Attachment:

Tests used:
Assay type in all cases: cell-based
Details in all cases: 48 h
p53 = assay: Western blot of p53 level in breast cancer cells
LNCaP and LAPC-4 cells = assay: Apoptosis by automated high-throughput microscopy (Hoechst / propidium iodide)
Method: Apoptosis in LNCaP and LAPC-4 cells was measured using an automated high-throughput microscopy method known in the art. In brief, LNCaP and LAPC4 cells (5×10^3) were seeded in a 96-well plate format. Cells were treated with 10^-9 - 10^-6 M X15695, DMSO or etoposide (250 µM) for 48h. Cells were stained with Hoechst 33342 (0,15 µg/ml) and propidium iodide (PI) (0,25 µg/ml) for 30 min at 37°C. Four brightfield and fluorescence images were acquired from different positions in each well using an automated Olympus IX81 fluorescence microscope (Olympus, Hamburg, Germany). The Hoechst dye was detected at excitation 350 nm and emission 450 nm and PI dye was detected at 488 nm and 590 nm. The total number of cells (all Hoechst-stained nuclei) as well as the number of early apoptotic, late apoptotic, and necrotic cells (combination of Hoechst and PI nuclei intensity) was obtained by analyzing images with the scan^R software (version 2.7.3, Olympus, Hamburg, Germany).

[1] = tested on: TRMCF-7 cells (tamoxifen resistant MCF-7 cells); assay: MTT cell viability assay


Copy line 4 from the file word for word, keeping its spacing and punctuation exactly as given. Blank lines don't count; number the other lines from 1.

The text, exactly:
p53 = assay: Western blot of p53 level in breast cancer cells